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WORLD MUSIC

A delicate balancing act for Rupa Marya

The Bay Area doctor-musician combines lyrics of longing, loss and love with rollicking tunes in the cabaret combo April Fishes. They play the Mint on Friday.

November 01, 2009|Andrew Gilbert

BERKELEY — By day, Dr. Rupa Marya tends to critical-care patients at UC San Francisco, where she teaches intern physicians about communicating with people facing life and death decisions.

By night, she sheds her last name, picks up a guitar and leads Rupa & the April Fishes, a rollicking world cabaret combo that has won an international following thanks largely to her poetically charged songs in Spanish, French and English.

The band celebrates the release of its newest album, "Este Mundo," at the Mint on Friday, headlining a triple bill with the Chicano rockers Ollin and the flamenco hip-hop project Granada Doaba.

Rupa's medical and musical pursuits might seem divergent, but she sees her two careers as inextricably linked. While her hit 2008 debut album, "Extraordinary Rendition," features songs written in response to the climate of fear following the Sept. 11 attacks, much of the material on "Este Mundo" flows from her experience caring for undocumented immigrants who ended up in the hospital with dire medical conditions.

She prodded patients to find out why they had delayed seeking treatment. "After enough pushing, they'd tell me, 'I was afraid. I have three children here and my husband is here and I didn't want to be deported,' " Rupa said during a recent interview at a Berkeley cafe. "Or they said, 'I came here to work in the fields and I was afraid that if I told anyone I needed medical help I would lose my job and I would be kicked out.' That was the blanket of fear I started to look under."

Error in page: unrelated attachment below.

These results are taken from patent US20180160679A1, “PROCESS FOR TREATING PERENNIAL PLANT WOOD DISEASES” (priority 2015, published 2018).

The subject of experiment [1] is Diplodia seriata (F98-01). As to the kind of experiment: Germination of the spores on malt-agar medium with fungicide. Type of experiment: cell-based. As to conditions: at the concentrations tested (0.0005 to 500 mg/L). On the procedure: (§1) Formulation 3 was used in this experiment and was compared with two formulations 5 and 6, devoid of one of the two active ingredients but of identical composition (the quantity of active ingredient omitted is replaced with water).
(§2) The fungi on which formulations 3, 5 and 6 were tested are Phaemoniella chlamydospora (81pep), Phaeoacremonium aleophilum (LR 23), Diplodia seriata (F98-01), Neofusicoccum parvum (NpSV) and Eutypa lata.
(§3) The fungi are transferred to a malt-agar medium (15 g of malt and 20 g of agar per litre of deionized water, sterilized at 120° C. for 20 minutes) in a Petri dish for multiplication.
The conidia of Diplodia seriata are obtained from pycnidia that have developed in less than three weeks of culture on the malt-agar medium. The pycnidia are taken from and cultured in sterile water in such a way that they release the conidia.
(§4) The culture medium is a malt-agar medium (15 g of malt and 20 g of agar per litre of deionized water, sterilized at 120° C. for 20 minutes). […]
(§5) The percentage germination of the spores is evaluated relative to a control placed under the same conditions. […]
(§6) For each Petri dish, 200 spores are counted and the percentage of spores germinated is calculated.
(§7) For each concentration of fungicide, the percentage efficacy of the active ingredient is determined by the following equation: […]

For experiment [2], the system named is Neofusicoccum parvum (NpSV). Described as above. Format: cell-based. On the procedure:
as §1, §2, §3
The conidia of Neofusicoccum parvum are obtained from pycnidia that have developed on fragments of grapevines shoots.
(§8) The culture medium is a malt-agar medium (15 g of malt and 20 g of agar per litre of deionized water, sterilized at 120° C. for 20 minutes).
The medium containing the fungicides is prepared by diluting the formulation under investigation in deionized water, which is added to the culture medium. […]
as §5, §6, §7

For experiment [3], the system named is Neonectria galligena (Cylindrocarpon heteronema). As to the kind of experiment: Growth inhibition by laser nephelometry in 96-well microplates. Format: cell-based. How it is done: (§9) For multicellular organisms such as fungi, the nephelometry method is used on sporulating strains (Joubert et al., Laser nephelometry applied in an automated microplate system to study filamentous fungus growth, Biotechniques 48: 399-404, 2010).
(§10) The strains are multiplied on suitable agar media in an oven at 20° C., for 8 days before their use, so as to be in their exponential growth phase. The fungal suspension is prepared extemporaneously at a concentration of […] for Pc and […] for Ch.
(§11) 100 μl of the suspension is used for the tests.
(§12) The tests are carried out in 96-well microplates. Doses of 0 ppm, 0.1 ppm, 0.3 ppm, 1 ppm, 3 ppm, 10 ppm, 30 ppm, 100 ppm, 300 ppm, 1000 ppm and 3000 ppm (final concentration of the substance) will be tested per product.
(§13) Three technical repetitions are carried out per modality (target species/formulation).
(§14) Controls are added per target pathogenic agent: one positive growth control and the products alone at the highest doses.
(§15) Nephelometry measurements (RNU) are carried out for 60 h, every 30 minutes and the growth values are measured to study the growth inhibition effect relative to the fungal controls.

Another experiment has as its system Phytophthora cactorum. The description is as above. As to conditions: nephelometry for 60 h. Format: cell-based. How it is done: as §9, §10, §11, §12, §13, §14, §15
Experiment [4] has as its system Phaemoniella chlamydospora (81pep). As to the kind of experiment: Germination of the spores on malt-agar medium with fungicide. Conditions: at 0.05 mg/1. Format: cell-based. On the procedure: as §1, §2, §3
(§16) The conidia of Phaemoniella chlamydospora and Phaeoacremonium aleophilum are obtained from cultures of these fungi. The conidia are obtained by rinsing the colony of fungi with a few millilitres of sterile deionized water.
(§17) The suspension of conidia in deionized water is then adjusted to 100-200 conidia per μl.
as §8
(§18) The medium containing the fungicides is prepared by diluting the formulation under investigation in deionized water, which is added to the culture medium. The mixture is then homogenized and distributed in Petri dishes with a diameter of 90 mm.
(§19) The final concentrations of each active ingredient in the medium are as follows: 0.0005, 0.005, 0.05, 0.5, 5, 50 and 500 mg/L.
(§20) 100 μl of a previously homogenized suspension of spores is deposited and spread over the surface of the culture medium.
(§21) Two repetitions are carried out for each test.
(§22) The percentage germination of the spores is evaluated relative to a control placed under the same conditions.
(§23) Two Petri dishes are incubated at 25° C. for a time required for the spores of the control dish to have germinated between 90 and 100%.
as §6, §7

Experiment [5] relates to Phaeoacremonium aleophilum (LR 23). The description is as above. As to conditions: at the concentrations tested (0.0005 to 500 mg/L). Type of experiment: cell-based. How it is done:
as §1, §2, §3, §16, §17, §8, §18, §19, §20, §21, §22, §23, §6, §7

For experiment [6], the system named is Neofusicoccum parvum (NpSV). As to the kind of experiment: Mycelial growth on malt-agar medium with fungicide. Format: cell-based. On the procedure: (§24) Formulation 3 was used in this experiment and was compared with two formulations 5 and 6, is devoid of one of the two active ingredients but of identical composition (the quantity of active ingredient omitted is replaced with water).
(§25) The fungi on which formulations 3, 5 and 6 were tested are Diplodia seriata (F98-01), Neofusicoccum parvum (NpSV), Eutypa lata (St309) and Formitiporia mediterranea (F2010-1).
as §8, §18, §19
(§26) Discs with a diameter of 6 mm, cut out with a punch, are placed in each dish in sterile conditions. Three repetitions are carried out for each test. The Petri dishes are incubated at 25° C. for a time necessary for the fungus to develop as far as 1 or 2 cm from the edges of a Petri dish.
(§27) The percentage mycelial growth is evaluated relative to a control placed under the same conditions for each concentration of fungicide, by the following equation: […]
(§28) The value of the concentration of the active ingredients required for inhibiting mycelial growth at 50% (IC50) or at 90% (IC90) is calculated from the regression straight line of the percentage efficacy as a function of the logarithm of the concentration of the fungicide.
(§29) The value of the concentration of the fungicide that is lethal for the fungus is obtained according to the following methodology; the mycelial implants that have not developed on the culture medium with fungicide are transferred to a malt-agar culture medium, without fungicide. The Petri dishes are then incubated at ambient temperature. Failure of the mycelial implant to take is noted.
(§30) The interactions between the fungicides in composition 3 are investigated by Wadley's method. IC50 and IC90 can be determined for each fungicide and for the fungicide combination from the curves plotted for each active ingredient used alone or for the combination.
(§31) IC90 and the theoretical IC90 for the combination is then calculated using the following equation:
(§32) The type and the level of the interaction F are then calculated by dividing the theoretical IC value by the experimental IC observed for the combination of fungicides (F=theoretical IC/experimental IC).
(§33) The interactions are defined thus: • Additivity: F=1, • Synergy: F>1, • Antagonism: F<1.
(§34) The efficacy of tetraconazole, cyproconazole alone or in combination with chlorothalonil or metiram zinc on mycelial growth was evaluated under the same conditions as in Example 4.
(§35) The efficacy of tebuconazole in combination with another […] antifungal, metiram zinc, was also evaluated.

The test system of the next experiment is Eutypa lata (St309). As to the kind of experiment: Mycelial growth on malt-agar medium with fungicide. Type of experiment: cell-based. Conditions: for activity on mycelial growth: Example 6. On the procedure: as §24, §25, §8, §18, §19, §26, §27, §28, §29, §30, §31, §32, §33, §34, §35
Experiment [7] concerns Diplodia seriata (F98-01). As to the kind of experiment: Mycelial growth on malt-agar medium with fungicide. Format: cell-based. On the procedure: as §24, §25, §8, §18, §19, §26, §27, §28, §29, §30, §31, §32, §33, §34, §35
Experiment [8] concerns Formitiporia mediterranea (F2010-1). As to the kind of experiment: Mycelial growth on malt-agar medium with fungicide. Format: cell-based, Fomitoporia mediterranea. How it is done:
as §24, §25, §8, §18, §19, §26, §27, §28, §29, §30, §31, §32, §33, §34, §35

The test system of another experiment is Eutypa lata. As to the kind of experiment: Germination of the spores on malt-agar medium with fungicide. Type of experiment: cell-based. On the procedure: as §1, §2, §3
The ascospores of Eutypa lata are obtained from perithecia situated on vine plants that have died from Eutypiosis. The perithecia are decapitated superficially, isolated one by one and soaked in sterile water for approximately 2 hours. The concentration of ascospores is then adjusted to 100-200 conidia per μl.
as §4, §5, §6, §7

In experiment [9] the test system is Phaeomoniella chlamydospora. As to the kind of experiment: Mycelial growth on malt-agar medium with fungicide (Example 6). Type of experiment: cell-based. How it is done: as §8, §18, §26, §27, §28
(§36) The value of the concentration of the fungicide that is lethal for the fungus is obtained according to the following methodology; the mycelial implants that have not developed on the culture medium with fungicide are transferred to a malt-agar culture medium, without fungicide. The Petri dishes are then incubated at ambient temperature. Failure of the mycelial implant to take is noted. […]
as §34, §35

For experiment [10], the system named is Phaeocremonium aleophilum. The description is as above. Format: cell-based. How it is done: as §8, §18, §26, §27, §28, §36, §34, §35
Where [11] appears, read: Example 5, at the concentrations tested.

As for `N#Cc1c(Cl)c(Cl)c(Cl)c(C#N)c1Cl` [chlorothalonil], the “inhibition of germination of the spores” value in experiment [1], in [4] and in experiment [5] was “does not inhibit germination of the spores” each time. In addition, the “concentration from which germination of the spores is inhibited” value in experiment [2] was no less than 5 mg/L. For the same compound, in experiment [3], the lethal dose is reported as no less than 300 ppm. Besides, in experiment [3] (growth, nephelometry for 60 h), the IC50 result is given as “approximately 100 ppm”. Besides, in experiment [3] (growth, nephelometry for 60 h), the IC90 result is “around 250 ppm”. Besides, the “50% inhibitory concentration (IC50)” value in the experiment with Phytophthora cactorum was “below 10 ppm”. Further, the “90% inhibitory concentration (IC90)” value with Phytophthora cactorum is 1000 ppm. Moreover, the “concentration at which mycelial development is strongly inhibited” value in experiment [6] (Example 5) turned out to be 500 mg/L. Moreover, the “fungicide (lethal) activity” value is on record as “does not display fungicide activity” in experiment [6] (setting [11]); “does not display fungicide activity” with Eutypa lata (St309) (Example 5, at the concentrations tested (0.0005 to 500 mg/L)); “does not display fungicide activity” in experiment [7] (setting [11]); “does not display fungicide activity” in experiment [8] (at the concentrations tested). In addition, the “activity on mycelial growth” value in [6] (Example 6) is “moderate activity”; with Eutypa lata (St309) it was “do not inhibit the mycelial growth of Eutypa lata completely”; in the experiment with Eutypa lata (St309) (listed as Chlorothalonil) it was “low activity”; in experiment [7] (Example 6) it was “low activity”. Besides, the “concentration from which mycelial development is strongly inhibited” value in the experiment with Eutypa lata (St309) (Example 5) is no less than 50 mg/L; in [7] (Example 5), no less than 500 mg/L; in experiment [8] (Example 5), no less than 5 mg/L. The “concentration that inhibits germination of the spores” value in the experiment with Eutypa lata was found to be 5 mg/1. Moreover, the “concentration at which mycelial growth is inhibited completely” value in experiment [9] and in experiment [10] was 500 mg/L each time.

Born in San Francisco to Punjabi Indian parents and raised for several years in the South of France, Rupa brings a polyglot sensibility to the sickbed and the bandstand. With her cascade of shiny brown curls, easy smile and fine-boned features, she radiates fierce intelligence and empathy, qualities that might well inspire confidence among people living under society's radar.

Her evolving creative vision has won converts across the Bay Area's inventive acoustic music scene, attracting musicians steeped in jazz, tango, klezmer, Latin American and Balkan traditions. The April Fishes' latest incarnation features trumpeter Marcus Cohen, Isabel Douglass on accordion and vocals, percussionist Aaron Kierbel, upright bassist Safa Shokrai and recent UCLA graduate Mikhael Khalikulov on cello.

Combining the sensual lyricism of Latin American nueva trova with the rhythmic punch of cumbia and the theatricality of cabaret, the April Fishes' sound is ecstatic and powerfully evocative.

"Even though the subject matter is heavy, we're trying to walk that tightrope between the living and the dying, between the suffering and the celebrating, not ignoring either one for the sake of ease," Rupa said. "I feel like it's my constant koan, something I keep returning to, trying to understand how to do."

Judging from her new songs on "Este Mundo," Rupa has found a delicate balance. Rather than polemical broadsides detailing her position on immigration policy, her lyrics pose intimate questions exploring universal themes of longing, loss and love.

The band has spent a good deal of time on the U.S.-Mexican border over the last year, often playing for people deported back to Mexico. "Este Mundo" is dedicated to migrants who have died crossing the arid Southwest.

"I enjoy bands and artwork that really rages, but my interest is in looking at something I think I know and understand, and asking myself to transcend my own ideas to look at it again and again," Rupa said.

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calendar@latimes.com

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Rupa &

the April Fishes

Where: The Mint, 6010 W. Pico Blvd., Los Angeles

When: 11 p.m Friday

Price: $12 in advance, $15 at the door

Contact: (323) 954-9400, www.themintla.com

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